Keith's update: According to NASA Public Affairs, the Russians plan to fly two iPads on the December Progress mission as a replacement for the iPod they currently have on the ISS The only use for these two iPads will be for entertainment. The Russians have no plans to use them operationally. NASA is still reviewing other tablet systems and plans to fly at least one more next year although the brand that they will fly is still TBD.

Commercial Crew Initiative Called Underfunded, Aviation Week

"Funding for NASA's commercial crew space transportation services initiative appears headed for funding problems that could undermine the agency's efforts to regain the independent U.S. human launch capability that lapsed with the shuttle program's retirement earlier this year, members of NASA's Aerospace Safety Advisory Panel (ASAP) warned Oct. 21."

Comments by NASA Deputy Administrator Lori Garver at the International Symposium for Personal and Commercial Spaceflight

"While not a new idea, it should not be surprising that this increased emphasis and investment has now reached the stage where a real threat exists to the status quo. It is only natural that this success has "inspired" a negative reaction by vested interests. History is rich with examples of industries and entities in transition - those whose livelihoods and in some cases very lives were threatened by a new paradigm often choose the bitter fight instead of, or in some cases, in advance of, their own adaptation."

NASA OIG Report: NASA's Challenges Certifying and Acquiring Commercial Crew Transportation Services, earlier post

"Our review found that NASA is making sustained progress toward its goal of obtaining commercial crew transportation services. However, the Agency faces a series of significant challenges, including the need to select an acquisition strategy, modify existing human-rating requirements to make them applicable to commercially developed systems, and establish the appropriate insight/oversight model for commercial partner vehicle development."

Breaking The Soyuz Habit

NASA: Pay the Americans now ... or pay the Russians later, MSNBC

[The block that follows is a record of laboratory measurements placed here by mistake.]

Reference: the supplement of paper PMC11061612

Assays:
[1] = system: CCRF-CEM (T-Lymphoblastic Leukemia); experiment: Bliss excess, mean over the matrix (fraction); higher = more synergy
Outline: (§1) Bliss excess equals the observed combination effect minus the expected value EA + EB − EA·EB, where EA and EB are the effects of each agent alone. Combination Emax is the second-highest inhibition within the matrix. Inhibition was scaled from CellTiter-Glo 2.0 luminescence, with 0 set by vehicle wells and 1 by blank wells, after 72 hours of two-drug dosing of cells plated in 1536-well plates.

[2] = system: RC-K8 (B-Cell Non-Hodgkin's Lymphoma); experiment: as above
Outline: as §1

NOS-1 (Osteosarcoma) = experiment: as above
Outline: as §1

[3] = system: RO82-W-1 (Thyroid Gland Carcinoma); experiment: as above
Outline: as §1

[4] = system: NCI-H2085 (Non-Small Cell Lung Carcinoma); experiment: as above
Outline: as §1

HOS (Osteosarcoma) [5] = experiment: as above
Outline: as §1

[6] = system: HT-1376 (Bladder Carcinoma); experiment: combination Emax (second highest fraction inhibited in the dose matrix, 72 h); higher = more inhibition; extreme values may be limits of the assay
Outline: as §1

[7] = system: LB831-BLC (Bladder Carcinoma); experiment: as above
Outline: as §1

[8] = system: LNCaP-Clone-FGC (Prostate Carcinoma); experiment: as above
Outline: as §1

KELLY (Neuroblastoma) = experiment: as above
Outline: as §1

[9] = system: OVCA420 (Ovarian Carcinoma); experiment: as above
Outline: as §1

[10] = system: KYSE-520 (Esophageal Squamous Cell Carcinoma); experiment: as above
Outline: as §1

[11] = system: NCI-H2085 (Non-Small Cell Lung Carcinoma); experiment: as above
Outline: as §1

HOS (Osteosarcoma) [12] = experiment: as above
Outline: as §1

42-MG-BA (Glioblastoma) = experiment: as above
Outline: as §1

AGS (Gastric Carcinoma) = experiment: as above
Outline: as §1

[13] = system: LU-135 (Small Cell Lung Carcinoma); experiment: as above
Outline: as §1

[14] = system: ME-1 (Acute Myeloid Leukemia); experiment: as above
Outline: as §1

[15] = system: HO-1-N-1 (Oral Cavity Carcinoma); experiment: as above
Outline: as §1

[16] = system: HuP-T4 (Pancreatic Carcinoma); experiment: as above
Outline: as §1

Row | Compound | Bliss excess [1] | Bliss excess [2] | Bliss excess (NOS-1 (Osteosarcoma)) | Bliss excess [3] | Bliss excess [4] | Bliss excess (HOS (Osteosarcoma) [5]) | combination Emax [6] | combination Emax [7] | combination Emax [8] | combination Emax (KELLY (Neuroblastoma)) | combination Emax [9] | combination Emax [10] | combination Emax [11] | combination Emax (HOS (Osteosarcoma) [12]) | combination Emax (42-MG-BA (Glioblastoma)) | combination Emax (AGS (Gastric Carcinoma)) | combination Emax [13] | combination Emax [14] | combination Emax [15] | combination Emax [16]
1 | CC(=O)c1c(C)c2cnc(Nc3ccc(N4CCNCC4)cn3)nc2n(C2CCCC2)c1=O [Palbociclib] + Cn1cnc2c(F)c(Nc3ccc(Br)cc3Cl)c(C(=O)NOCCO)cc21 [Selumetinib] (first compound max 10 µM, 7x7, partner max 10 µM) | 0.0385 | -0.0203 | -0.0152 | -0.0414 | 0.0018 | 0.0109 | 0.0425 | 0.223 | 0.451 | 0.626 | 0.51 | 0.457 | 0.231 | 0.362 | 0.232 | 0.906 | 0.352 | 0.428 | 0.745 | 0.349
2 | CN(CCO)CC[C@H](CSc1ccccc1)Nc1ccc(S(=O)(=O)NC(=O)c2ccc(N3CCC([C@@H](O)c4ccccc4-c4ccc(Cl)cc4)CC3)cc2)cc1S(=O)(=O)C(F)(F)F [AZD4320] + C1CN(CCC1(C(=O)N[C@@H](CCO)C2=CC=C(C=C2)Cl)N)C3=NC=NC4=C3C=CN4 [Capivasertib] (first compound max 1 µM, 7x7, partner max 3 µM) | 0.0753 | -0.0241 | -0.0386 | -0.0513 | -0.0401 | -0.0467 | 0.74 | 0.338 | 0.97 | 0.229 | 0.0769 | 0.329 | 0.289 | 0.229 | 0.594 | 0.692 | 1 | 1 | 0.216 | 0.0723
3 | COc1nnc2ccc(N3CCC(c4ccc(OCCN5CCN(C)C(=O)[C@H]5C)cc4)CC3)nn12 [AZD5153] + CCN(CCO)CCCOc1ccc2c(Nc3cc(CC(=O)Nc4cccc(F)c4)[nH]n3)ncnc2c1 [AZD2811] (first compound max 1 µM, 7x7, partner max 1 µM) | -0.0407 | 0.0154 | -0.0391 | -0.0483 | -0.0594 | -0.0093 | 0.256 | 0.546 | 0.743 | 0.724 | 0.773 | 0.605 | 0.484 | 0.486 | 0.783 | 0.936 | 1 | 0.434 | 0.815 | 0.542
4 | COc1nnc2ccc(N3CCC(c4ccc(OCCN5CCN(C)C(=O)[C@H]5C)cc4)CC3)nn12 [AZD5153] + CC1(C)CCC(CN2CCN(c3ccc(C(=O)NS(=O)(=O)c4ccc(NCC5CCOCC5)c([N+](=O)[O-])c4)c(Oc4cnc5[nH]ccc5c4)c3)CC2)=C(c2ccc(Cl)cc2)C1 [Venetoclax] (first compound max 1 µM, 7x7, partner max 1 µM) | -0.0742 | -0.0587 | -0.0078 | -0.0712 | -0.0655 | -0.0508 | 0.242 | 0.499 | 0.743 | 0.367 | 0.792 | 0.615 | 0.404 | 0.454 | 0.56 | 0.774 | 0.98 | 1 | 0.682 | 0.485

"If NASA can't provide as much support for U.S. spaceship-builders as it's hoping for, it'll have to keep paying the Russians $450 million for every year of delay, the space agency's No. 2 official said today. NASA's deputy administrator, Lori Garver, laid out that "pay now or pay later" message at the International Symposium for Personal and Commercial Spaceflight in Las Cruces, N.M."

Back space taxis or pay more for Russian rides, Reuters

"The Obama Administration is requesting $850 million for the [commercial] program for the fiscal year that began Oct 1. Bills pending in the House and Senate cut that to $312 million and $500 million, respectively. Without full funding in 2012, the United States' ability to stop buying rides from Russia in 2016 is at risk, NASA deputy administrator Lori Garver said at the International Symposium for Personal and Commercial Spaceflight, under way in Las Cruces, New Mexico, this week."

NASA may extend Russian contract to fly to space station, Orlando Sentinel

"Top NASA officials are quietly working to extend a contract with Moscow that would continue using Russian rockets to fly U.S. astronauts into space until 2016 and beyond -- a move that underscores how much the U.S. now relies on its former Cold War adversary. Already, NASA is committed to pay Russia $1.5 billion during the next five years to transport its astronauts to and from the International Space Station, a necessary arrangement because the U.S. no longer flies a human-rated spacecraft since NASA retired the space shuttle last summer."

A Pre-Mission Conversation With NASA NEEMO Aquanaut Steve Squyres

"I had a chance to chat with NEEMO 15 crew member Steve Squyres today as he waits out some bad weather before his 13 day underwater mission begins. According to Steve its looking like Thursday before they can "splash down" and begin their mission."

Secretive US X-37B Space Plane Could Evolve to Carry Astronauts,

"The maker of the X-37B robotic space plane has outlined new plans for the spacecraft and a scaled-up version to support space station cargo deliveries or even carry astronauts into orbit. The Boeing X-37B robotic space plane -- also known as the Orbital Test Vehicle or OTV -- is being operated by the U.S. Air Force Rapid Capabilities Office, toting top-secret payloads into Earth orbit. An X-37B OTV and derivatives plan was outlined here by Arthur Grantz, chief engineer, Experimental Systems Group at Boeing Space and Intelligence Systems in Seal Beach, Calif. He spoke at Space 2011, a conference organized by the American Institute of Aeronautics and Astronautics (AIAA)."